Tucked away in Northern Europe is a small Norwegian island in the Arctic Circle named Tromsø. Although not as widely known as certain other European cities like London, Paris or Venice, this Norwegian city is rich in sightseeing spots as well as culture, specifically food culture. On this island, you will have the opportunity to experience uniquely Norwegian foods, including brown cheese (brunost), whale meat, reindeer steak or sausage, and salmon.

Travel Tips

Leigh Williams

Before your trip to Norway, it's worth mentioning that dining out is quite pricey. Due to the high labor costs, a simple pizza may add up to around $30. So during your stay you might find yourself at a grocery store needing to prepare a few meals on your own in order to conserve some of that hard earned cash. Not to mention, as customary in many European countries, most shops and restaurants are closed on Sundays so it will be necessary to stock up ahead of time.

Food and Restaurant Recommendations

Moving on to the food, seafood is a big part of Norwegian cuisine, and the freshness of it in Tromsø is truly unparalleled. From smoked salmon, and clip fish to bacalao (salt cod stew, believe me it's really good!), you can find a variety of preparation methods in both restaurants and grocery stores. In particular, the salmon is phenomenal, and the refrigerated aisles in most grocery stores are lined with many varieties of it, smoked or raw. To prepare it yourself, just purchase a salmon fillet and bake it in the oven. Another way to taste the extraordinary Norwegian fresh salmon is– you guessed it, sushi! In particular, Rå sushi is a fantastic restaurant recommended by many locals with unique sushi rolls and delicious sashimi. However, it is on the expensive side and will run about 220-300 NOK ($25-35) for a full meal.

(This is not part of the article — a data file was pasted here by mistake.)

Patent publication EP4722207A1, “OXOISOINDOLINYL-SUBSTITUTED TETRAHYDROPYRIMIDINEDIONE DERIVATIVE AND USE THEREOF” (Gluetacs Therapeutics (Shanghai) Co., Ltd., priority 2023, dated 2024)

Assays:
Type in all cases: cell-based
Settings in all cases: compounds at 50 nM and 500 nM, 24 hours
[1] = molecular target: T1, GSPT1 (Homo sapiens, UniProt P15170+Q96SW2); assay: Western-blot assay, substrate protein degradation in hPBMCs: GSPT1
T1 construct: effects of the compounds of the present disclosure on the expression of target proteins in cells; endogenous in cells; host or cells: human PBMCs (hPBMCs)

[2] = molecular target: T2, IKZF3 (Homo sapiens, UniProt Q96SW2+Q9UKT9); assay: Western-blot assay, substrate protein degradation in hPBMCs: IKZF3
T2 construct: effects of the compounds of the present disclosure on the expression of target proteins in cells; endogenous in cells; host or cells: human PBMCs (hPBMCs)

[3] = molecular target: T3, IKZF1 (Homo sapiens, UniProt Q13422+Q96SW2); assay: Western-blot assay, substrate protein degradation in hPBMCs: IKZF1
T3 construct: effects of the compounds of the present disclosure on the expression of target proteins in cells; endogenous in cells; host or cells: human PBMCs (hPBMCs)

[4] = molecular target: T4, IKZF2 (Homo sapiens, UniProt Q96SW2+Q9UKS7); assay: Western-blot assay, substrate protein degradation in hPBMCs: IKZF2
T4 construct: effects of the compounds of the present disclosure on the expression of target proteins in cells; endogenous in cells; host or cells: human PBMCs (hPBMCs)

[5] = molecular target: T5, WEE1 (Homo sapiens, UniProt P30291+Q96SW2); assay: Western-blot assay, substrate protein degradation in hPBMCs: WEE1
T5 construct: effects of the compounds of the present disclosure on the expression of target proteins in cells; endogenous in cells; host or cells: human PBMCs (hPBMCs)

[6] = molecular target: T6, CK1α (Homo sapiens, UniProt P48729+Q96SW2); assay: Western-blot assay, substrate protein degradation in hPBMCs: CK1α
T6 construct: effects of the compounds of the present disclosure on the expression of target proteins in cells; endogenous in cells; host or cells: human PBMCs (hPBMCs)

Leigh Williams

In addition to seafood, there is a vast amount of unique meat options you can try in Tromsø. For example, whale steak, roasted kid, reindeer steak or sausage, and even seal meat! Graffi Grill is a lively and great place to taste a course of grilled meats as well as some traditionally Norwegian side dishes. Their “Grillfest” is a fan favorite and is a platter of various grilled meats, including spareribs, and chicken wings to name a few. The "Grillfest" also comes with soppstuing (a Norwegian mushroom side dish), maiskrem (Norwegian corn cream dish), fries and a few other sides. Another highly recommended restaurant in Tromsø is Emma’s Dream Kitchen (Emmas Drømmekjøkken), located in the downtown, it is known for being one of the oldest and most well-renowned restaurants in town. Emma's offers braised leg of reindeer and a more fine-dining experience than Graffi Grill.

Leigh Williams

Having said that, the amazing food in Norway is not limited to just restaurants. During your visit, it is a must to try some of the famous chocolate-corn chip hybrid "Smash." According to the locals, "you can't just have one" because they are that good. Another thing to try is brown cheese (brunost), specifically the brown goat cheese. It has a unique rich and sweet taste unlike normal cheeses. Grocery stores are lined with many different brands of the cheese and the Norwegians pride themselves in the fact that they invented the Ostehøvel, a cheese-slicer and potato-peeler-like tool used to cut extremely thin slices of brown cheese because of its exceptional density and firmness.

Though it may be off the beaten path, Tromsø, Norway is definitely worth a visit if not for their beautiful northern lights then for their unique food culture. You’ll be able to have the unique opportunity of trying uncommon meats, their famous incredibly fresh fish, and a wide array of other delicious Norwegian foods that you wouldn't get to taste anywhere else.